Honestly, I can’t answer any of it, for this subject is one discussed to death all over the world in many languages.  What I can say is that Love is a journey, not just a feeling.  Beyond the chemstry, the longing to get home to a loved one, the daily joy, is a great depth of other things, essential things that, if applied with patience, will grow into a lifetime love.

But what about all that small stuff?  Does he/she get away with it all? Hmmmm.  Jury is out on that.  I have made all the mistakes, harping, nagging, moaning about my lot, and you already know that, if you’ve read Island Wife.  But, what I have learned, thankfully, is that love is not about getting my own way in everything.  It is not about a clear stage, just for me, with himself prancing about like a dancer in tights, to lift me up every time I feel like a pirouette.

No, love is about Compassion.  Kindness.  Loyalty.  Friendship.  Affection.  And each one of these is a choice, NOT a feeling.  In fact, feeling them is unlikely at first, given the small stuff sweats.  These depths of love are something to do, to work on, to write down as reminders.  It’s like going back to school.

Goodness…… that sounds old and boring, even to me who knows all this first hand.  But, as nobody can explain the truest, deepest meaning of Love, its high price and its long term rewards, then we just have to believe in it, even though, as a rule, we really only believe in that which we can explain through logic.

Love is not just about those first fiery weeks/months or even years.  It’s not about agreeing on everything (which is fortunate as we hardly agree on anything)……nor is it something to be taken lightly, thrown away without deep consideration and every effort made to find it again should it appear lost.  It’s not real in movies or romance novels.  It’s not just for Christmas or for days when I feel good about myself.  You won’t find it winning the lottery, or being promoted or writing a bestseller.  You find it by making daily commitment to it’s development and growth.

And my last word, learned through experience, is this.

Forgive, even if nobody says sorry.

Island Blog 110 Love and Syrup

2013-11-07 11.28.13

The cake is dry.  What do I do with a dry cake, a dry fruit cake even?  It’s not really a question I expect answered as I know fine what to do with a dry fruit cake, after I have recovered from the mild tantrum (well, a couple of mild tantrums) the remorse at the waste of raisins that said they were sultanas on the packet and the sultanas that were sultanas…so a LOT of sultanas to feel remorse for.  Add to that all the other bits that went in, the time it took and, worst of all that argument with my new whizzer which cackles like an old witch with loose bones so that I have to stand well back in case she breaks her moorings and takes me out.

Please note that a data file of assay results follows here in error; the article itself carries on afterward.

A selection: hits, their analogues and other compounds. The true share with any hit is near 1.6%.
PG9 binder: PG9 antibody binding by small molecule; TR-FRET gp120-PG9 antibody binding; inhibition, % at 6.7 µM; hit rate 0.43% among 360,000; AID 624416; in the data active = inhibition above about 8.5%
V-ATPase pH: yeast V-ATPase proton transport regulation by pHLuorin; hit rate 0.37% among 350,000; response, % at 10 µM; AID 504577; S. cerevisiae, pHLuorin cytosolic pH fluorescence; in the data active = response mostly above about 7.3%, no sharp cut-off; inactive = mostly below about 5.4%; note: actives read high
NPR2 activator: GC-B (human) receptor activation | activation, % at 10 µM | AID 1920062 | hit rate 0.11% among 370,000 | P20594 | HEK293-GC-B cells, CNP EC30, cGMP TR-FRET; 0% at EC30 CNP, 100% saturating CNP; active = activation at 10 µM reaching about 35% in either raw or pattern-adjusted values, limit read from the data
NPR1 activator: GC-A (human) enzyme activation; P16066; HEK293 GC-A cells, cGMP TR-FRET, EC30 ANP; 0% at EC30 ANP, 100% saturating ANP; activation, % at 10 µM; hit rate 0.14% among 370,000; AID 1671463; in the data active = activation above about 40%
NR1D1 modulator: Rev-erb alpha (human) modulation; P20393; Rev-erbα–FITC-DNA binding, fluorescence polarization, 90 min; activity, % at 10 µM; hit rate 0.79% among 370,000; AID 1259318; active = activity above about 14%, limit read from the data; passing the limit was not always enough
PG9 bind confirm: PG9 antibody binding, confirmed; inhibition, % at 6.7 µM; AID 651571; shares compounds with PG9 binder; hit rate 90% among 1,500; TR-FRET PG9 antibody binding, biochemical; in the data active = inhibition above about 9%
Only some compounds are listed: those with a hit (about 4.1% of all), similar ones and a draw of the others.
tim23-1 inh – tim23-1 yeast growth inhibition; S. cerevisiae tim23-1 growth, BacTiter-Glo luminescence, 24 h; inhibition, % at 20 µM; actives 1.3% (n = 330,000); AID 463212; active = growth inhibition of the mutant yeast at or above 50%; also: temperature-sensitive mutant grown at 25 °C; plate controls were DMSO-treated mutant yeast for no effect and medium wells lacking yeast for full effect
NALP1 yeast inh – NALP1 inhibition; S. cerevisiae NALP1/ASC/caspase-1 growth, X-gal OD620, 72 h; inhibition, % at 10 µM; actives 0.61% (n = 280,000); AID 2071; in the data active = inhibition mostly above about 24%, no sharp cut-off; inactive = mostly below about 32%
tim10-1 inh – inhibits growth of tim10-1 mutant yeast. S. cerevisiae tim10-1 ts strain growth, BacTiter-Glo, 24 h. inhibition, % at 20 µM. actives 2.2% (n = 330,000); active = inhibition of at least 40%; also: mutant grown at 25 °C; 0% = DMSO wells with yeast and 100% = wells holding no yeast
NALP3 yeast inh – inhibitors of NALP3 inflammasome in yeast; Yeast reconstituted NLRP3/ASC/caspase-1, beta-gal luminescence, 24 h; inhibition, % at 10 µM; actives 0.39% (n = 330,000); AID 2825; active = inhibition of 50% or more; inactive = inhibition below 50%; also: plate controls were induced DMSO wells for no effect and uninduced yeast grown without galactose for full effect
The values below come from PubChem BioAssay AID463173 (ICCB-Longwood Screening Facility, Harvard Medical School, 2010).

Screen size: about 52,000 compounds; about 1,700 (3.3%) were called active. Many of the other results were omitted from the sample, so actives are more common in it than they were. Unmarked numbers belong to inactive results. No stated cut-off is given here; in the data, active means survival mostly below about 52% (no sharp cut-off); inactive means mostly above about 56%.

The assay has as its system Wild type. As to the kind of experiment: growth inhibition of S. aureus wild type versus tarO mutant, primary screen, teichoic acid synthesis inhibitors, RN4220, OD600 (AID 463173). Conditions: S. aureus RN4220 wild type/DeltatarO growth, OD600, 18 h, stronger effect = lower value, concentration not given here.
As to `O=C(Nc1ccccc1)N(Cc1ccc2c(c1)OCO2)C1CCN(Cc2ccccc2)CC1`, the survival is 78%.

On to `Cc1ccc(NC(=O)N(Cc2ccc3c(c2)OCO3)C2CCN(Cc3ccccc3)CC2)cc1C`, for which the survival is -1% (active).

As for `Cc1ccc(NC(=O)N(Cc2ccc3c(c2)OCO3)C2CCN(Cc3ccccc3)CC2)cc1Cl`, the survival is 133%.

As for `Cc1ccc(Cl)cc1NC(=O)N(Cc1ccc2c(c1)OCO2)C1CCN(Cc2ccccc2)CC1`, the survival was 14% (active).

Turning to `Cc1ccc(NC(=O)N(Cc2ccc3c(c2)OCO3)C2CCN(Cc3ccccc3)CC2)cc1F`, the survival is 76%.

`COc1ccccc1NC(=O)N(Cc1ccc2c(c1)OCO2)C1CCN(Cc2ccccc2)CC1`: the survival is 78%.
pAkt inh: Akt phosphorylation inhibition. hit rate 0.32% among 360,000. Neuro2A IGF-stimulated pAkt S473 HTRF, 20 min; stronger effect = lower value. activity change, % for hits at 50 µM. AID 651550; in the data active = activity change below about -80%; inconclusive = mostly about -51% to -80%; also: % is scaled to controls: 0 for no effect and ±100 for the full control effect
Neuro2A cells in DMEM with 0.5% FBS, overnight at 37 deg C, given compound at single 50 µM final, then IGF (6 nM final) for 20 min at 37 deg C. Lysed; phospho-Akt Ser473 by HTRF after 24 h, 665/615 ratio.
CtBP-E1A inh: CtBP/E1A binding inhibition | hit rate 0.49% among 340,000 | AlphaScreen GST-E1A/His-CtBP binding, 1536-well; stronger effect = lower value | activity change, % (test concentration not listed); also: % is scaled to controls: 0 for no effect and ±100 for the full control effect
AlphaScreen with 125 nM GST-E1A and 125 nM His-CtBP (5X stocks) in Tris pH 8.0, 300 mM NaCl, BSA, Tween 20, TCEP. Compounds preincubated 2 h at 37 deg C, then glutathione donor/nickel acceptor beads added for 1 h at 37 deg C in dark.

I googled my question.  It doesn’t matter how stupid my question is, somebody has asked it before, because the internet has an answer.  This is both alarming – I fear the world is slowly losing any purchase on Common Sense – and, reassuring, at least momentarily.

Syrup, they told me, warmed and drizzled in small amounts over a period of time.  Well, I rarely have one of them anymore so I poured over half a slightly warmed can and it sits there still, sticky enough to keep everyone away and even more unuseable than it was before.  So, I put the lid back on, bash it down (as punishment) and shall ignore it until the storm abates and I get over myself.

But, it got me thinking.  You see, the cake, through the oven doors and outside of them looked perfect.  Lightly bronzed on top and decorated with a festoonery of almonds, it promised moist mouthfuls of yummy rich fruit captured and held in a sensitive cakely hug. We would all love it, because of how it looked.